NEWS ANALYSIS: Federal Communications Commissioner Jessica Rosenworcel pushes for plans to begin testing radio frequencies formerly allocated for the auto industry to expand access to WiFi.
TYSONS, Va.—Federal Communications Commissioner Jessica Rosenworcel told a group of industry representatives that the 5.9GHz band is “our best near shot for having more WiFi” and called for tests to ensure that it can be effectively used for this purpose.
Rosenworcel was speaking at the WiFi Now
conference held at the Sheraton Hotel here. The conference featured looks at some innovations in WiFi as well as new ways to monetize this primarily free service.
Perhaps the most important innovation came from Edgewater Wireless
, which has developed a means for producing radio chips with three discrete channels. Those chips can be combined into access points containing many radios and transmitting on many channels.
, another vendor, was showing a venue management package that handles the seemingly insurmountable problem of operating WiFi at a major venue such as a stadium.
While at the conference, Rosenworcel took part in one of those “fireside chats” that seems to crop up with increasing frequency at events in here in the nation's capital.
In response to questions provided by conference organizers, Rosenworcel said that the FCC was in the process of finding a way to allow WiFi use to coexist with present users—primarily the automobile industry—in which 5.9GHz is allocated for use in vehicle-to-vehicle communications as car makers develop a communications system that would provide a way for cars to broadcast their intentions in traffic. It’s seen as a way to reduce accidents.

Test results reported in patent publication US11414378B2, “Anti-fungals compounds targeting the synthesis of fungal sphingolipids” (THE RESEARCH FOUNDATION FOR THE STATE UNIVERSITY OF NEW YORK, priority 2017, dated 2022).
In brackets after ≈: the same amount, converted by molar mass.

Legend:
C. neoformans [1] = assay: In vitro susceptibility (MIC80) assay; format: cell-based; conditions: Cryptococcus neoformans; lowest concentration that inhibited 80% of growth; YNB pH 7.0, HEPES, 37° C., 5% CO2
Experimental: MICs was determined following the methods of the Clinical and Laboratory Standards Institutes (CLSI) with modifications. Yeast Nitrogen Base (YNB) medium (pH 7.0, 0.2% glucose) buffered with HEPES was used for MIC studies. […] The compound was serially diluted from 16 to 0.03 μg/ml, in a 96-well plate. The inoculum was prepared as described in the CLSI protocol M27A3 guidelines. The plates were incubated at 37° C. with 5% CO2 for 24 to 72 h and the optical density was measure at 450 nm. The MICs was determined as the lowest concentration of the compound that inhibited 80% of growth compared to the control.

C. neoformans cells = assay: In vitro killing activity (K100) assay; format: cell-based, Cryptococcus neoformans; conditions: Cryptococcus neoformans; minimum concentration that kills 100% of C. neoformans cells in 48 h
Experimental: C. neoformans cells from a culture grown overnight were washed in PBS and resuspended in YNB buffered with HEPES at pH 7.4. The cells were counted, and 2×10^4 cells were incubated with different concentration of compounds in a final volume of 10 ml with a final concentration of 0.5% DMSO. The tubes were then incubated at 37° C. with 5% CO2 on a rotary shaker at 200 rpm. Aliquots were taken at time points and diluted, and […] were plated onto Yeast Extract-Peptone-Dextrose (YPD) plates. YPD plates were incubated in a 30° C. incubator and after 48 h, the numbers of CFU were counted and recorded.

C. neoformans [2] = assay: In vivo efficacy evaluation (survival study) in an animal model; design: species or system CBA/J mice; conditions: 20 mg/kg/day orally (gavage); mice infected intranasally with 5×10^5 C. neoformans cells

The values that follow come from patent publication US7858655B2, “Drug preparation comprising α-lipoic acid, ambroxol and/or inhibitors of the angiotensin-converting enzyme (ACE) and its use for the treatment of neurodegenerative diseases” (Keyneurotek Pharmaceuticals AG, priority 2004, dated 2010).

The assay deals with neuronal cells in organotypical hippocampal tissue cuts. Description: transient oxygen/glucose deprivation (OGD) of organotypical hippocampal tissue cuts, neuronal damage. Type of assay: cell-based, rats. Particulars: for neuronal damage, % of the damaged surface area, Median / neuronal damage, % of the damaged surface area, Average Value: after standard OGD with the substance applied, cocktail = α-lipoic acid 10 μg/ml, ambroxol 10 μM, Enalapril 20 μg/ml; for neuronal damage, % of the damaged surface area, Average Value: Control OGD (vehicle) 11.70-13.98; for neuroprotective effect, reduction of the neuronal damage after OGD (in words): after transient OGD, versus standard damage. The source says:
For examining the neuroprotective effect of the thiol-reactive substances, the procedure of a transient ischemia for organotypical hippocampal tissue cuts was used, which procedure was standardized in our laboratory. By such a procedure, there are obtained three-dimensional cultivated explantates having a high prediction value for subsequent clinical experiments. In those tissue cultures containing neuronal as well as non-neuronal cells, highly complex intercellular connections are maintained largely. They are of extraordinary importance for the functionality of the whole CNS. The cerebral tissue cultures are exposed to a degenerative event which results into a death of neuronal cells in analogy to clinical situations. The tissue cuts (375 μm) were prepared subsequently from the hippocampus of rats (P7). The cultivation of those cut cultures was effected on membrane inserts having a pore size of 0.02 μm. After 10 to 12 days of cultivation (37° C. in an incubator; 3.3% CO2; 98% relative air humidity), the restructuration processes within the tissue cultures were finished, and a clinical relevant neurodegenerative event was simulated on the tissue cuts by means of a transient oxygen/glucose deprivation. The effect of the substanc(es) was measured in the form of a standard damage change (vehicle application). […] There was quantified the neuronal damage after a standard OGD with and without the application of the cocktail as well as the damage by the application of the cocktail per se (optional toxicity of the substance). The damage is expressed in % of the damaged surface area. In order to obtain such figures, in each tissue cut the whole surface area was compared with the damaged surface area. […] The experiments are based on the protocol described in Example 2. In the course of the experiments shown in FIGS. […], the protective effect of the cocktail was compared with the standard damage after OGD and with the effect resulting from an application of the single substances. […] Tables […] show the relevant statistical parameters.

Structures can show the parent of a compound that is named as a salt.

The initial allocation was made in 1999, and “in the intervening years the technology has changed,” Rosenworcel explained, adding that the demand for wireless has grown and interference abatement technology has improved.
“I think it’s a good time to act, that we look at that spectrum anew,” Rosenworcel said. The idea of sharing the 5.9GHz band between automotive safety uses and WiFi requires three steps, she said. “First, refresh the FCC record.”
That means updating the previous assumptions about the technology from 1999 and bringing it in sync with communications technology today. The second step is the sharing between WiFi and automotive safety systems in the lab, and the third step is actually trying the frequently band sharing on the road with real-world traffic, Rosenworcel said.
The commissioner said that a test plan for the WiFi and automotive sharing idea is due by the end of the summer, 2016, and that testing should begin in Oklahoma City and Raleigh, N.C.
Rosenworcel has been an advocate of adding the 5.9GHz band to WiFi since 2014, and she has support in Congress from both parties, which are working on bills to authorize such an expansion of WiFi access.